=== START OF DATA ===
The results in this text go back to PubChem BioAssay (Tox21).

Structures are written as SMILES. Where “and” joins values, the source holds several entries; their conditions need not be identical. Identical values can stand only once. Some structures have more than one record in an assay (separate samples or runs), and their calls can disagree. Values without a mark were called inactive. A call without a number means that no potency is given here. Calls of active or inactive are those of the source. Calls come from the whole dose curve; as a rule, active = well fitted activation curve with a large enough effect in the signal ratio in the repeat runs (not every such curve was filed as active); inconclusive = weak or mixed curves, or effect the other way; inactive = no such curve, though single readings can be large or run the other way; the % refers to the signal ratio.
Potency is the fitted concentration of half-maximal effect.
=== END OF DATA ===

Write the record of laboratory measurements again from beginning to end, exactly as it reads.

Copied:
The results in this text go back to PubChem BioAssay (Tox21).

Structures are written as SMILES. Where “and” joins values, the source holds several entries; their conditions need not be identical. Identical values can stand only once. Some structures have more than one record in an assay (separate samples or runs), and their calls can disagree. Values without a mark were called inactive. A call without a number means that no potency is given here. Calls of active or inactive are those of the source. Calls come from the whole dose curve; as a rule, active = well fitted activation curve with a large enough effect in the signal ratio in the repeat runs (not every such curve was filed as active); inconclusive = weak or mixed curves, or effect the other way; inactive = no such curve, though single readings can be large or run the other way; the % refers to the signal ratio.
Potency is the fitted concentration of half-maximal effect.